• The courts operate a “double standard” with respect to sexual behaviour, controlling and punishing girls, but not boys for premature and promiscuous sexual activities.
  • The courts—and probation officers and social workers—“sexualise” normal female delinquency and thus over-dramatise the offence and the risk.
  • “Wayward” girls can come into care and thence into stigmatising institutions without ever having committed an actual offence.
  • Deviant women … that is, women who do not conform to accepted standards of monogamous, heterosexual stability with children, are over-represented amongst women in prison because the courts are excessively punitive to them ([25], p. 817).
Drawing upon Heidensohn’s theory, it is submitted that women whose sexuality requires regulation by the criminal law are considered to be bad women. The behaviour of these sexually deviant, bad women is the mirror opposite of that of good women, whose sexuality does not need to be controlled by the law. Consequently, female killers who demonstrate sexual deviancy when committing their crimes, or indeed demonstrate it within their lifestyle generally, are most certainly bad and must therefore be controlled through punishment. Not only have they offended against appropriate feminine behaviour by being murderers, they have also offended against appropriate female sexuality through demonstrating sexually deviant behaviour. Therefore, the only label considered to be suitable for such women is bad.
The cases of the female serial killers Myra Hindley and Rosemary West are examples of female killers who also demonstrated sexual deviancy and were consequently labelled as bad women. Although these women were convicted in 1966 and 1995 respectively, the infamy of their cases means that they are both still regularly mentioned in the media, as well as frequenting academic research. Therefore an analysis of their cases is particularly relevant to this article.9 Moreover, the cases of both women are representative of the pervasive and enduring narratives that surround women who kill who are labelled as bad. During Myra Hindley’s trial the prosecution sexualised all of her relationships even if they were not sexual in nature. ‘For example, the prosecution sexualised her friendship with her young neighbour Pat Hodges, describing it as giving her “a kick”, “certain enjoyment” and “morbid satisfaction”’ ([39], p. 356). Before, during and after her trial, the media made much of the fact that Myra engaged in sadistic sexual behaviour with her partner in crime, Ian Brady, that she allowed him to take pornographic photographs of her [40] and that once she was in prison she began a lesbian love affair with one of the female prison wardens [41].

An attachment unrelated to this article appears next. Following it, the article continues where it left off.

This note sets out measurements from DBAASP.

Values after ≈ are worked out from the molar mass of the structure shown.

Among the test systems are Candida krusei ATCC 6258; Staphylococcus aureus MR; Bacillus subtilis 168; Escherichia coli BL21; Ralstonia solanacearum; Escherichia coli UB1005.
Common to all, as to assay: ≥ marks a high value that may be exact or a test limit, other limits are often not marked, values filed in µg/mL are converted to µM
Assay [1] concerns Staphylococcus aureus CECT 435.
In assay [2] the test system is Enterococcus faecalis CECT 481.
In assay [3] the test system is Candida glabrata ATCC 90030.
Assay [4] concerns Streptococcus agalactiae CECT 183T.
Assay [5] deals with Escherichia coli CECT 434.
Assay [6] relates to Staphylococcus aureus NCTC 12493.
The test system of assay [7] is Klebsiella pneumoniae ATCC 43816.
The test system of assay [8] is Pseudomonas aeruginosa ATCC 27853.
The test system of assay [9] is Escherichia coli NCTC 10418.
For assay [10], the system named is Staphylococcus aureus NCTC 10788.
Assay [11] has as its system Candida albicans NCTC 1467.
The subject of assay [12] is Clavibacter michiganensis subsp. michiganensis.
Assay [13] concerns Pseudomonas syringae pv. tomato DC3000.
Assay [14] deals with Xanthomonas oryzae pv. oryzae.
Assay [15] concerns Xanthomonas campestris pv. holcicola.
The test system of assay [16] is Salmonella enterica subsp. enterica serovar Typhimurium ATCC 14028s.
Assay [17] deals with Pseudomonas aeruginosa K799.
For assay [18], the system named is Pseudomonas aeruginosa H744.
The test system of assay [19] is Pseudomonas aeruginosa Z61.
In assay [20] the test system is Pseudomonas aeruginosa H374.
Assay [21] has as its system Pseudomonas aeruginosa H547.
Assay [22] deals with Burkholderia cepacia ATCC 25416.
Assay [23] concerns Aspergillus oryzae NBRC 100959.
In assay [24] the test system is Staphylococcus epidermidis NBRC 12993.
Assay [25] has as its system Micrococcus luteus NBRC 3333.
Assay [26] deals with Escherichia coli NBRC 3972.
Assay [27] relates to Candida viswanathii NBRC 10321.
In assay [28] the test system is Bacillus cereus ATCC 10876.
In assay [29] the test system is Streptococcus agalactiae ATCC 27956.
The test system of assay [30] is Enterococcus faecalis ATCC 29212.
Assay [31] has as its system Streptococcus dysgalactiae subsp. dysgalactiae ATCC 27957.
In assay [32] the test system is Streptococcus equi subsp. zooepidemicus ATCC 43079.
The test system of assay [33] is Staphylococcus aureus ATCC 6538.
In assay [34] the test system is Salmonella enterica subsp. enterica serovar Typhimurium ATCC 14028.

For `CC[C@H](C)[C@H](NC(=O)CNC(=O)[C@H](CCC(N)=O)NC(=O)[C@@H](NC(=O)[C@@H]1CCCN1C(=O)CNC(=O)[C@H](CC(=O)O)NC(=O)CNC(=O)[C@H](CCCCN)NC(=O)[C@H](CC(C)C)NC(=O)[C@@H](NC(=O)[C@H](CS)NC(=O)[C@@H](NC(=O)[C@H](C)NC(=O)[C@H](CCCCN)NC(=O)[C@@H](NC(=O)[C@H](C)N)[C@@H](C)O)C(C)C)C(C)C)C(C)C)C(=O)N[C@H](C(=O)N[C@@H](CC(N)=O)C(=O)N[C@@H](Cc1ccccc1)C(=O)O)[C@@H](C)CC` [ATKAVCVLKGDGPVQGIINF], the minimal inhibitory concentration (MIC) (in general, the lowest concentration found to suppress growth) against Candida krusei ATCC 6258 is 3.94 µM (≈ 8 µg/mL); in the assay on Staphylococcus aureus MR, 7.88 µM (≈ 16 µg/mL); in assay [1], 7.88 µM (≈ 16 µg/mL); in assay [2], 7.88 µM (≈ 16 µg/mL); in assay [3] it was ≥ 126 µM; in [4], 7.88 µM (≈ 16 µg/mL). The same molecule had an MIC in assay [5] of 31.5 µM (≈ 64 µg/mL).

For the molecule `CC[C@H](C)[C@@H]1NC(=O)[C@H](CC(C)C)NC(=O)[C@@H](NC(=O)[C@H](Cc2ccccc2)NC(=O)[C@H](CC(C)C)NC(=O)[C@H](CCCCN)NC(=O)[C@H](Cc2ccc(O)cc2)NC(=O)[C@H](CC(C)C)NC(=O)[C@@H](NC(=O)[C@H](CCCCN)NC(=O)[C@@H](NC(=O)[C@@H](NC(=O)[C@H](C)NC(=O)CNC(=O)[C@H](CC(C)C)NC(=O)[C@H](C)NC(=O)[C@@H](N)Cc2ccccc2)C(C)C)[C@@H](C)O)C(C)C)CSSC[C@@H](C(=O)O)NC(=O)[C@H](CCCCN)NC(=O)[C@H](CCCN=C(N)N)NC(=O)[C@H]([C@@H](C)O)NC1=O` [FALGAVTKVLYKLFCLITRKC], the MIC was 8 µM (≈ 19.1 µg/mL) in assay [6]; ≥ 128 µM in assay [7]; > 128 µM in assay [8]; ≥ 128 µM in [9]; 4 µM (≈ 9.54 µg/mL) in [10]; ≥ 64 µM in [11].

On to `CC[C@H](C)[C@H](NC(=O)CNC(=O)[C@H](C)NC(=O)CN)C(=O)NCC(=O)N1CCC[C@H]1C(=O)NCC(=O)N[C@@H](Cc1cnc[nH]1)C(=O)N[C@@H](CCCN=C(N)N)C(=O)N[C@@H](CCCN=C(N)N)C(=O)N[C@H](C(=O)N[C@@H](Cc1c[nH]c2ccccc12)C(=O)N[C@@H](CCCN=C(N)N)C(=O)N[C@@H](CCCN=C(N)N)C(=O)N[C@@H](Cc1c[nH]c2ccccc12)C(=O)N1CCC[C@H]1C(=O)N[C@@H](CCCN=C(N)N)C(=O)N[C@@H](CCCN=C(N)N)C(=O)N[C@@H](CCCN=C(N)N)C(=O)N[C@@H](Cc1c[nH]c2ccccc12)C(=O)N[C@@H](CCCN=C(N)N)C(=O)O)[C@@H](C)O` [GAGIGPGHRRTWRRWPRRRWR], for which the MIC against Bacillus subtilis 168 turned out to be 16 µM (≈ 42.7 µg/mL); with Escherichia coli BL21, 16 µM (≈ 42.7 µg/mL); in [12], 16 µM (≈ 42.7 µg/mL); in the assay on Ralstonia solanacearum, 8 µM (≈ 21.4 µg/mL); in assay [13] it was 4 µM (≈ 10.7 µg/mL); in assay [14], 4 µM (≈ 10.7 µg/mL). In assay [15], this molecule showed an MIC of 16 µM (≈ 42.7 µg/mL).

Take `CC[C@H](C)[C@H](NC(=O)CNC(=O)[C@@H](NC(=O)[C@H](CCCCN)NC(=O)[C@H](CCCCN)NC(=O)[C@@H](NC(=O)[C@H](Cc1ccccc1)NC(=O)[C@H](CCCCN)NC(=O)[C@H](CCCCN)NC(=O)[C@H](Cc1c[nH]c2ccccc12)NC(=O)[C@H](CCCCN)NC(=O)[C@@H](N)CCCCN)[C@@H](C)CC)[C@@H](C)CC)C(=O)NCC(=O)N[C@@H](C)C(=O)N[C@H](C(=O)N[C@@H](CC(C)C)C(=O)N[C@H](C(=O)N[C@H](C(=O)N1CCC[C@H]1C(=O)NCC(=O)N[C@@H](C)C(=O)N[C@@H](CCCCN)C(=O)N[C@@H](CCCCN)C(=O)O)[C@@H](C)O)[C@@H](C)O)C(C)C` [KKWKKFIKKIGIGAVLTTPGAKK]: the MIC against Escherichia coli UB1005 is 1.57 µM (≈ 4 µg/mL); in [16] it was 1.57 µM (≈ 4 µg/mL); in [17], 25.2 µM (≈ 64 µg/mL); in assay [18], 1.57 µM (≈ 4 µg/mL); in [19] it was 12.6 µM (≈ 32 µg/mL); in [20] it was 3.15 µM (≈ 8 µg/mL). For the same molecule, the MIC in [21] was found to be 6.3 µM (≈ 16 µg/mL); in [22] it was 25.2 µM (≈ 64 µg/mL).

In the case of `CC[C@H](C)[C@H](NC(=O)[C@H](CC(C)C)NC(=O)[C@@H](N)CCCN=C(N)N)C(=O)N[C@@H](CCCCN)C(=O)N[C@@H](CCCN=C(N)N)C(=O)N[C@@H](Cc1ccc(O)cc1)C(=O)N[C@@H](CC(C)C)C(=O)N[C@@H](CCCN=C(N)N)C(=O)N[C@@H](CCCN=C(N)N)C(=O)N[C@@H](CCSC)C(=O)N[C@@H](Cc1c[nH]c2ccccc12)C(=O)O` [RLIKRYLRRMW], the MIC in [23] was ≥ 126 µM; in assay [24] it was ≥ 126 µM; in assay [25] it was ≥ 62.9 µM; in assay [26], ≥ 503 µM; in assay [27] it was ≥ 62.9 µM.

Similarly, in the case of Rosemary West, the judge used his summing up to condemn her deviant sexuality. During the summing up Rosemary was labelled a prostitute and was described as being either bisexual or a lesbian. The judge also noted that she; ‘[p]ossessed a collection of ‘dildos, rubber underwear, pornographic videos, a rice flail, and a whip and a suitcase which contained a quantity of leather straps and buckles’ ([39], p. 359). This collection of sex toys was depicted as solely belonging to Rosemary, despite the fact that it could have just as easily belonged to both her and her husband, Fred West. In fact it is submitted that it should not have mattered who they belonged to, as their existence had limited legal relevance, despite the judge suggesting otherwise. Media reports and academic writing on Rosemary and her crimes also highlighted her sexual deviance, particularly her sexual relationships with other women [42] and the sexual abuse she inflicted on her own children [43]. Undeniably, ‘Rosemary West’s persecution was primarily based on her sexual crimes and her violent, debauched sexuality, thereby contravening the strictest social taboos of “normal” heterosexuality’ ([44], p. 22).

4.2. Bad Mothers

Another subcategory of bad women is that of bad mothers. Women who kill their children are routinely considered to be bad mothers if the specifics of their case cannot be moulded in such a way to allow them to utilise the plea of infanticide. These women are bad because not only have they committed murder, they have murdered their own child, thereby demolishing the construction of motherhood for women. An example of this is the case of Susan Poole10, who allowed her son to starve to death. Despite suffering from depression, she was found culpable for her actions. Susan Poole was charged alongside her partner, Frederick Scott, with the murder by starvation of her 10-month-old son, Dean. Susan pled guilty to manslaughter on the grounds of diminished responsibility. At trial, four psychiatrists and one doctor gave evidence that Susan was suffering from a personality disorder and severe depressive illness at the time of the offence ([30], p. 212). It must be noted that at the time of the trial, Susan had made a substantial recovery from her mental disorder. Consequently, the judge found Susan responsible for her actions; ‘when all is said and done, you killed your one son’ ([30], p. 214).